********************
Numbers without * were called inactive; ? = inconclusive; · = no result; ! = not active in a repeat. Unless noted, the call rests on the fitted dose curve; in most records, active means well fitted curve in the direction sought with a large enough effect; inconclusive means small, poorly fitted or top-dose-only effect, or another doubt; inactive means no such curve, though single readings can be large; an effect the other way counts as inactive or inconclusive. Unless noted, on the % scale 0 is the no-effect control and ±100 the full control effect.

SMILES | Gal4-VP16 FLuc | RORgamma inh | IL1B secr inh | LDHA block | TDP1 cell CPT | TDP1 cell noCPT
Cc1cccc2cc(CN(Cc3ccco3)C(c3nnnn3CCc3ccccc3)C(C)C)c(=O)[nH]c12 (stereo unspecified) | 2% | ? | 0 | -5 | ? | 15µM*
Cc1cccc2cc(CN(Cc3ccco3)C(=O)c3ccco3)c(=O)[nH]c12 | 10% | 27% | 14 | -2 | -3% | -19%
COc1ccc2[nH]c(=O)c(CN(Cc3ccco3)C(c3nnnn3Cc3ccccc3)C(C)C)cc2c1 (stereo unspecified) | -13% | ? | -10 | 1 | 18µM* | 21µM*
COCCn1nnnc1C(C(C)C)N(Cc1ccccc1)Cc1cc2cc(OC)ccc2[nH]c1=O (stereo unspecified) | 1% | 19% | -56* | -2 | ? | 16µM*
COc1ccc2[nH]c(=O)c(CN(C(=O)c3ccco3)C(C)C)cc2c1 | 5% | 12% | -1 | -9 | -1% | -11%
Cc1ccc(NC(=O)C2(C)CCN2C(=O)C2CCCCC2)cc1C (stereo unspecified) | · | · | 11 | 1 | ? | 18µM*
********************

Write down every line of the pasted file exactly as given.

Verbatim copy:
Numbers without * were called inactive; ? = inconclusive; · = no result; ! = not active in a repeat. Unless noted, the call rests on the fitted dose curve; in most records, active means well fitted curve in the direction sought with a large enough effect; inconclusive means small, poorly fitted or top-dose-only effect, or another doubt; inactive means no such curve, though single readings can be large; an effect the other way counts as inactive or inconclusive. Unless noted, on the % scale 0 is the no-effect control and ±100 the full control effect.

SMILES | Gal4-VP16 FLuc | RORgamma inh | IL1B secr inh | LDHA block | TDP1 cell CPT | TDP1 cell noCPT
Cc1cccc2cc(CN(Cc3ccco3)C(c3nnnn3CCc3ccccc3)C(C)C)c(=O)[nH]c12 (stereo unspecified) | 2% | ? | 0 | -5 | ? | 15µM*
Cc1cccc2cc(CN(Cc3ccco3)C(=O)c3ccco3)c(=O)[nH]c12 | 10% | 27% | 14 | -2 | -3% | -19%
COc1ccc2[nH]c(=O)c(CN(Cc3ccco3)C(c3nnnn3Cc3ccccc3)C(C)C)cc2c1 (stereo unspecified) | -13% | ? | -10 | 1 | 18µM* | 21µM*
COCCn1nnnc1C(C(C)C)N(Cc1ccccc1)Cc1cc2cc(OC)ccc2[nH]c1=O (stereo unspecified) | 1% | 19% | -56* | -2 | ? | 16µM*
COc1ccc2[nH]c(=O)c(CN(C(=O)c3ccco3)C(C)C)cc2c1 | 5% | 12% | -1 | -9 | -1% | -11%
Cc1ccc(NC(=O)C2(C)CCN2C(=O)C2CCCCC2)cc1C (stereo unspecified) | · | · | 11 | 1 | ? | 18µM*